Everyman Vs. The Second Shepherds Play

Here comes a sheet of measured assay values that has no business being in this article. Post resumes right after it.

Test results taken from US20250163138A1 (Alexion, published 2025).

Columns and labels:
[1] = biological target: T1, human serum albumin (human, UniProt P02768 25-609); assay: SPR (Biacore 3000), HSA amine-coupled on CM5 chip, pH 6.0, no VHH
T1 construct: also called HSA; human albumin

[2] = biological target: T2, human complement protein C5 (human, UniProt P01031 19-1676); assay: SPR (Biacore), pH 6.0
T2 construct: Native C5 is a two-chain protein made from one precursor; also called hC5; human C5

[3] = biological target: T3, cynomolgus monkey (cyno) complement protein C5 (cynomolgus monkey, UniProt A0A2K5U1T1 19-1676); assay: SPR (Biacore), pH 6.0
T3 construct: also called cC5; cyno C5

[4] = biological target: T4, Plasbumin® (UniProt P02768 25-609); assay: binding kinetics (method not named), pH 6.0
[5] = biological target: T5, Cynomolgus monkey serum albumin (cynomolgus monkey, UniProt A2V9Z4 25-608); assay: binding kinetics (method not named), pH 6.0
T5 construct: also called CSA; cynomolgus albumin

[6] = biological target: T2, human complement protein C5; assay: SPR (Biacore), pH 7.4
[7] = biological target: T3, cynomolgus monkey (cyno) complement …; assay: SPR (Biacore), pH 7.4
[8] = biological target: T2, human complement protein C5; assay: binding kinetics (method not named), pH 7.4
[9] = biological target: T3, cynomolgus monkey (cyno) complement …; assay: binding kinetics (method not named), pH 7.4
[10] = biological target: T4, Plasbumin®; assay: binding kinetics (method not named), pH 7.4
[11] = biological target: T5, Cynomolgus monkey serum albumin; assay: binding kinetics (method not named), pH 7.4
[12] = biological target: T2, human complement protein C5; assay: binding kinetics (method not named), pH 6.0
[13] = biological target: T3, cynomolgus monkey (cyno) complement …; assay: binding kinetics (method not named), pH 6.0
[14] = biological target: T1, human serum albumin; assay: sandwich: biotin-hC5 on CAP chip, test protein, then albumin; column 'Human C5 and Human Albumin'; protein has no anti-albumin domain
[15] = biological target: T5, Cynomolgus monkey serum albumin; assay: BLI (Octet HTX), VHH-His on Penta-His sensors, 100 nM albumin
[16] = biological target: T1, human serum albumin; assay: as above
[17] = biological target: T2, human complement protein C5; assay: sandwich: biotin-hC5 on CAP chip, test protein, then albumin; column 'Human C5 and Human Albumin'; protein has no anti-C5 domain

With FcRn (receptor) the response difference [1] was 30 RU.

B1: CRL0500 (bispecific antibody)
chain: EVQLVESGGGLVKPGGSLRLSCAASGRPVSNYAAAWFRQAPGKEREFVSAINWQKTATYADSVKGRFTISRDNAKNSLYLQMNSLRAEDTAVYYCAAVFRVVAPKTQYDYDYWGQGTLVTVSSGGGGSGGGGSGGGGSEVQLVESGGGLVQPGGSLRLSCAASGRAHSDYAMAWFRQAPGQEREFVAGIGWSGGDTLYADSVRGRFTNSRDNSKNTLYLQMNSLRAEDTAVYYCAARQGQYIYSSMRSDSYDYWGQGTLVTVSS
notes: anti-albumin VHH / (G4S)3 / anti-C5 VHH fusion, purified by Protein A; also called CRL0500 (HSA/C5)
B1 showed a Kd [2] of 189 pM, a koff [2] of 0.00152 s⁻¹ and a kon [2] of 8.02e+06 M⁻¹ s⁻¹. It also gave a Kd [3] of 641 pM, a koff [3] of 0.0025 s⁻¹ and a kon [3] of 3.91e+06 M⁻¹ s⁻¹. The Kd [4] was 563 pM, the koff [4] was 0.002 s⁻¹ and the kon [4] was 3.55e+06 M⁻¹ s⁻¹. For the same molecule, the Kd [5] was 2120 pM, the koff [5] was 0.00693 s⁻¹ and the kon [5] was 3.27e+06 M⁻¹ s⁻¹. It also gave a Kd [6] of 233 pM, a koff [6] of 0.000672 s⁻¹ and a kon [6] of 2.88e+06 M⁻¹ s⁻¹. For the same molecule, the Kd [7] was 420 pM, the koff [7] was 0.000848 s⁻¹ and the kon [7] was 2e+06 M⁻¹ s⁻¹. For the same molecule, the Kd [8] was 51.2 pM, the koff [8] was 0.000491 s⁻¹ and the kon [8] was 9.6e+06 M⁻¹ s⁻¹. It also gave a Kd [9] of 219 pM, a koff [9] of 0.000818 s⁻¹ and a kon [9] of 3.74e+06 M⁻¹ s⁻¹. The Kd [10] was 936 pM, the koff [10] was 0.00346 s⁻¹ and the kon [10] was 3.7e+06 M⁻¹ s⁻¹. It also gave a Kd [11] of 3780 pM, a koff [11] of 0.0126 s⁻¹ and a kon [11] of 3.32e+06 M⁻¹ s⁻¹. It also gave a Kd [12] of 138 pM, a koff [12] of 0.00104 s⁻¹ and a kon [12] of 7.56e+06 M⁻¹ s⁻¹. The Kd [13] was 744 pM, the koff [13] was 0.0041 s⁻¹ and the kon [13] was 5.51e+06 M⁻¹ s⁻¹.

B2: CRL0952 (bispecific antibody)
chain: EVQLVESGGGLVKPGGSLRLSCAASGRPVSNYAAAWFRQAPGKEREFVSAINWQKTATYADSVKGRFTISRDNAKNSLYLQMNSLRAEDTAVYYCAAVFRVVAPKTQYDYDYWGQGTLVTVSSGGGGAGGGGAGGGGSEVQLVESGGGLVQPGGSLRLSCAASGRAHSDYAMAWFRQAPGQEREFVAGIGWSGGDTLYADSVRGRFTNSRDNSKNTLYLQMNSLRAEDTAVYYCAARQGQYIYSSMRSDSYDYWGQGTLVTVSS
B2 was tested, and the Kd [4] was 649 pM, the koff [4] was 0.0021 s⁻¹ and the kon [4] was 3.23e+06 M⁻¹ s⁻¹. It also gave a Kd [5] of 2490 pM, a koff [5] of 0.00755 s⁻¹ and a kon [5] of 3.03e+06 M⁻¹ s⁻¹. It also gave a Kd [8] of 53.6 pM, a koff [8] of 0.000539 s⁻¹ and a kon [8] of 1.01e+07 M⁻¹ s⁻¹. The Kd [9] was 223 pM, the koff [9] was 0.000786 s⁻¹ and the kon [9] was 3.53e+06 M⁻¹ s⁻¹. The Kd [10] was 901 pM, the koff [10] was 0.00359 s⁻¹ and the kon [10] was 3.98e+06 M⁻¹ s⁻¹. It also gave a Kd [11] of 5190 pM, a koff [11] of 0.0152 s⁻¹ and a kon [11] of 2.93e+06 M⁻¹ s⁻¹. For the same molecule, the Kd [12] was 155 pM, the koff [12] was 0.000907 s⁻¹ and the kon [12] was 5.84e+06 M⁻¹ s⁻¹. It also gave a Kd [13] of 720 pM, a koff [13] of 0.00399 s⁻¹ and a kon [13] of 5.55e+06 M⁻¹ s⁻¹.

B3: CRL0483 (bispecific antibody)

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Comparison: Everyman and The Second Shepherd’s Play Everyman and The Second Shepherds' Play both deal with the idea of redemption. They remind the reader that good deeds are important. They also reinforce the idea that we must shun material concerns to be redeemed. The world is imperfect, and the only way we can make ourselves perfect and worthy of redemption is by not worrying about our material well being and performing good deeds. Everyman places his faith in material things, his friends, relatives and goods. These material things do him no good. Fellowship claims he "will not forsake thee to my life's end" (Everyman 213), yet when Everyman asks Fellowship to accompany him on his journey for redemption and ultimately death he "will not go that loath journey- / Not for the father that begat me!" (Everyman 268-269). By placing his faith in man rather than God, he does not receive "any more comfort" (Everyman 304). The same discouragement greets Everyman after his talks with Cousin and Kindred. After Kindred and Cousin leave him, Everyman realizes that "fair promises men to me make, / but when I have most need they me forsake" (Everyman 370-371). Since man will not help him, he turns to goods. Everyman realizes that the goods he has loved his whole life do nothing but hinder his eternal happiness. His reliance on people and goods has left Everyman's soul in a precarious condition. The shepherds’ lives are similar to Everyman's, because they too devote their time to worldly concerns. By fixating on their material well being, they follow the same path as Everyman, the path away from salvation. At the beginning of The Second Shepherds' Play all three shepherds, Coll, Gib, and Daw, seek to relieve their pain by complaining. Their complaints are many, and justified, yet they accomplish nothing. Coll voices the concerns of all the Shepherds at the beginning of this
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